Athletics: Farah has marathon in his sights
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[December 20, 2016]
DUBAI (Reuters) - Mo Farah has
unfinished business with the marathon but accepts it will take time
to master the distance when he steps away from the track after next
season's world championships.
Farah's back-to-back Olympic 5,000 and 10,000 meters gold medals and
five world titles make him one of the greatest distance runners of
The Briton plans to bow out after the world championships in London
next year and will then turn his attention to the roads.
Farah ran a relatively disappointing 2 hours, eight minutes and 21
seconds in his only marathon, in London in 2014.
That time, still behind Steve Jones's 1985 British record of
2:07.13, is almost six minutes outside Dennis Kimetto's 2:02.57
world record and considerably slower than the times being run by the
leading Africans to win the big-money Marathon Majors.
"I do have a lot of plans to run the marathon," Farah told Reuters
on Monday. "My aim is to get the world champs out of the way then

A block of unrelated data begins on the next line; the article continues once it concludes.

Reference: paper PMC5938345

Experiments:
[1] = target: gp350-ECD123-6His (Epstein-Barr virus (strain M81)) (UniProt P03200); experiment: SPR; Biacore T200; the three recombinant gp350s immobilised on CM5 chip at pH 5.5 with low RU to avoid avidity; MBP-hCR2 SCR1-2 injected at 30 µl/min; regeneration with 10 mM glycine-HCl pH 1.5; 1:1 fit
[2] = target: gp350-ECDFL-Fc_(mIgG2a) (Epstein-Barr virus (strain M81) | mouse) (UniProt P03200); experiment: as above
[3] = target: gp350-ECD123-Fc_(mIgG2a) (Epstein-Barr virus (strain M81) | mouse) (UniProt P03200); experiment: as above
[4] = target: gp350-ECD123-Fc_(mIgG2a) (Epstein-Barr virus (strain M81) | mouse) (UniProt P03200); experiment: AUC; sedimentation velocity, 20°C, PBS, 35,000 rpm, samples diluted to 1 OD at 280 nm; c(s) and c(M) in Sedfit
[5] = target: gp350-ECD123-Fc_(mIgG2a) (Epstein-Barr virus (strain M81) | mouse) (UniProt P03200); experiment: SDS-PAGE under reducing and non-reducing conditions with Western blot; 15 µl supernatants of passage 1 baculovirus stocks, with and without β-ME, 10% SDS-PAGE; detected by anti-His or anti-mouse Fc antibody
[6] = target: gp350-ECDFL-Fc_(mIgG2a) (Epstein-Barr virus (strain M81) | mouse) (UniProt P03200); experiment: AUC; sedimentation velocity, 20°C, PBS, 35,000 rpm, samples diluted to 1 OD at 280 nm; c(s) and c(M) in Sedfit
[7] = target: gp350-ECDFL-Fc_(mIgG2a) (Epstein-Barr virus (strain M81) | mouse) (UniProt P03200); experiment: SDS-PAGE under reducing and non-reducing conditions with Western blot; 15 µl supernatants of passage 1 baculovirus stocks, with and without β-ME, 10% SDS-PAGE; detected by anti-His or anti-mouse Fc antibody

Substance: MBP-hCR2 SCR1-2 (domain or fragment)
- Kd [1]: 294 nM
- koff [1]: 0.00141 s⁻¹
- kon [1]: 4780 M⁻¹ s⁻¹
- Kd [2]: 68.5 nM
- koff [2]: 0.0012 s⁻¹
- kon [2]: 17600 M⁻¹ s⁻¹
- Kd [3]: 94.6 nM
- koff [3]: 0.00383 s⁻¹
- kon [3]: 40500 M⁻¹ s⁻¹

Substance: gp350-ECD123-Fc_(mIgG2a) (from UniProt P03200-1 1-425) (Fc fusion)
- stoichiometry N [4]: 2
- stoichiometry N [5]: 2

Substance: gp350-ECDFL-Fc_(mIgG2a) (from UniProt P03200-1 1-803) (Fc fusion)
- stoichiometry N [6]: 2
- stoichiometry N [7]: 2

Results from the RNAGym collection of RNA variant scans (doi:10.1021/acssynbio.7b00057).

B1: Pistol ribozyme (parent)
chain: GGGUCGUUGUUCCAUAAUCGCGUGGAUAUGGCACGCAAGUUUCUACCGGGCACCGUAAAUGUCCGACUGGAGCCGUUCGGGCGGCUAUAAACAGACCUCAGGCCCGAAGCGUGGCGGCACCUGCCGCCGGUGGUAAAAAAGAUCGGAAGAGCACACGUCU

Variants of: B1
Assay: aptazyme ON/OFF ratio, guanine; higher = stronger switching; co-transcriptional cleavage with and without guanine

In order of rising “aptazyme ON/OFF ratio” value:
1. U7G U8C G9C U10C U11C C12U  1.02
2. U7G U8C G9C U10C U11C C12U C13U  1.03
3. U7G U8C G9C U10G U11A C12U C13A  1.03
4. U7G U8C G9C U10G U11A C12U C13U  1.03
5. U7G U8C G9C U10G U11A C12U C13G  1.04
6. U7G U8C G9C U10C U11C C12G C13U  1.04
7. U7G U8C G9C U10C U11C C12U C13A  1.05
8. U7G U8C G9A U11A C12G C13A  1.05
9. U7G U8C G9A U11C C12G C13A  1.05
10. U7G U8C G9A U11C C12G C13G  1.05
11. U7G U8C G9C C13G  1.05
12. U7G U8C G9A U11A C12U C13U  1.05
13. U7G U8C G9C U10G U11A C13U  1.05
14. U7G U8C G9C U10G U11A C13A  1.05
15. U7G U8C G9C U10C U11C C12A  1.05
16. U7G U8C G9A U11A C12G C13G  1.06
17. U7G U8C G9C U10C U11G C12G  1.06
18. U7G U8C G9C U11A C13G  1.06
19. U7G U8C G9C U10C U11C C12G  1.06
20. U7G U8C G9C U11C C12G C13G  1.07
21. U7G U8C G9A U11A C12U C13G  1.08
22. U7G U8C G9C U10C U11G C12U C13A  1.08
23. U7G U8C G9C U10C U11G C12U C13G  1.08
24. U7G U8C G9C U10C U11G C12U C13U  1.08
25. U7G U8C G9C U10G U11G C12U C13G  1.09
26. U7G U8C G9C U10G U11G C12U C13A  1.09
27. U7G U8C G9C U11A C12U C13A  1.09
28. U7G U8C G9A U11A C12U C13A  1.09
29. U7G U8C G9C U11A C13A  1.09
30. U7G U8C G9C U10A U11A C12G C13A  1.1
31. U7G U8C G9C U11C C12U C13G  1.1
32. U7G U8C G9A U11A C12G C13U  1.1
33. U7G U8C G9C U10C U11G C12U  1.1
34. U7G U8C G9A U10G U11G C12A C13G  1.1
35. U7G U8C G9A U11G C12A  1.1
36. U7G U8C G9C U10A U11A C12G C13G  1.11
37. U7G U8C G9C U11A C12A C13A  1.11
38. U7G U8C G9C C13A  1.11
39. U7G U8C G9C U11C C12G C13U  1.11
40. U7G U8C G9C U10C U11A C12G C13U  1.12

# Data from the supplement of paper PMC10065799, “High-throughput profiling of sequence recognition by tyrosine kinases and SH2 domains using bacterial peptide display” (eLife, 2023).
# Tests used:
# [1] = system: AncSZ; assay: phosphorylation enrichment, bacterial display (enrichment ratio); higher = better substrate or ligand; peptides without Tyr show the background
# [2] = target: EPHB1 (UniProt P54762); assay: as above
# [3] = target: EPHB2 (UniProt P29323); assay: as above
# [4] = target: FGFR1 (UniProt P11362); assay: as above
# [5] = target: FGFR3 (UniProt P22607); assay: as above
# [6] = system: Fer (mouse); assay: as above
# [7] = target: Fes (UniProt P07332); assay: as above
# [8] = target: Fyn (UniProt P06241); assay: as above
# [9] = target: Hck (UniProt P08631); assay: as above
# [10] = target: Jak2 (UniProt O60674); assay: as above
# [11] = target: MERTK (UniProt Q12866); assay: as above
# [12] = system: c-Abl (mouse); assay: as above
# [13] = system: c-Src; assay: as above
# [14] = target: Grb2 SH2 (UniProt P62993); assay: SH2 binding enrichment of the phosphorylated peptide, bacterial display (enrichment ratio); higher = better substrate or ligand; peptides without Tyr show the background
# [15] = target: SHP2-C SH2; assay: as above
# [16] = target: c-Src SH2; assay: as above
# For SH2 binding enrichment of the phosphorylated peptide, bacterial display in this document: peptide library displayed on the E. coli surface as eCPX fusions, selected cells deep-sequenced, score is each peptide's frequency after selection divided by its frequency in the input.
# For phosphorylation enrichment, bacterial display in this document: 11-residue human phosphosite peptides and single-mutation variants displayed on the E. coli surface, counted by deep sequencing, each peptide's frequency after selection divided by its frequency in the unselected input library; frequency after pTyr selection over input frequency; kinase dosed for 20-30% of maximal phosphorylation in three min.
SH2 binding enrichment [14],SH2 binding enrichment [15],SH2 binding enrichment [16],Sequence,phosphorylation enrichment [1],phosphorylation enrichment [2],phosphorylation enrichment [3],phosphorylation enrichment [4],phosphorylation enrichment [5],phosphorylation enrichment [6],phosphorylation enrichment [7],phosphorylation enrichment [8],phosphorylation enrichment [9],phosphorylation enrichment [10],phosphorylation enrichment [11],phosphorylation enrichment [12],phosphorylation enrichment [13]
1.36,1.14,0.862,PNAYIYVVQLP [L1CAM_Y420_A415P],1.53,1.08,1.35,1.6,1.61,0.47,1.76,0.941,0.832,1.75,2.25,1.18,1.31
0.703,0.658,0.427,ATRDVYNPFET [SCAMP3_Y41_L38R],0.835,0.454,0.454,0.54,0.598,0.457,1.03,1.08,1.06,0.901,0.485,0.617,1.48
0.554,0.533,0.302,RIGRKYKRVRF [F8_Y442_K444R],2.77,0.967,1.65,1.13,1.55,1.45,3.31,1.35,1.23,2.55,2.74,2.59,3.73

see what I can do on the road.
"I believe I have to learn about the event, I have to understand
what it takes.
"I'm good on the track but it's taken me years to be able to get
there. And same thing on the road.
"My first marathon was two hours eight, it was okay but it wasn't
great. To be able to mix with the guys Iíll need to run a lot faster
By the time Farah, now 33, does turn his attention to the classic
distance he might find that 2.02 is no longer enough.
Talk of a sub-two hour marathon has been a staple among athletics
fans for years but gained new impetus last week with Nike's
announcement of its "Breaking2" project for a focused attack on the
mark, albeit in a controlled environment somewhat at odds with the
traditional road race format.
[to top of second column]
Athlete Mo Farah poses for photographers at the world premiere of
the film "I am Bolt" in London, Britain November 28, 2016.
Farah, a Nike ambassador, said he was intrigued to see what they
"It's good in a way to see what they can do and that theyíre looking
that far ahead because I believe that if you do get ready for it,
it's possible," he said.
"I don't know how long it will take - a year, two years, three
years, but if you try hard then itís possible and it's great that
Nike have put a massive investment into it and let's see what they
(Writing in London by Mitch Phillips, Editing by Ed Osmond)
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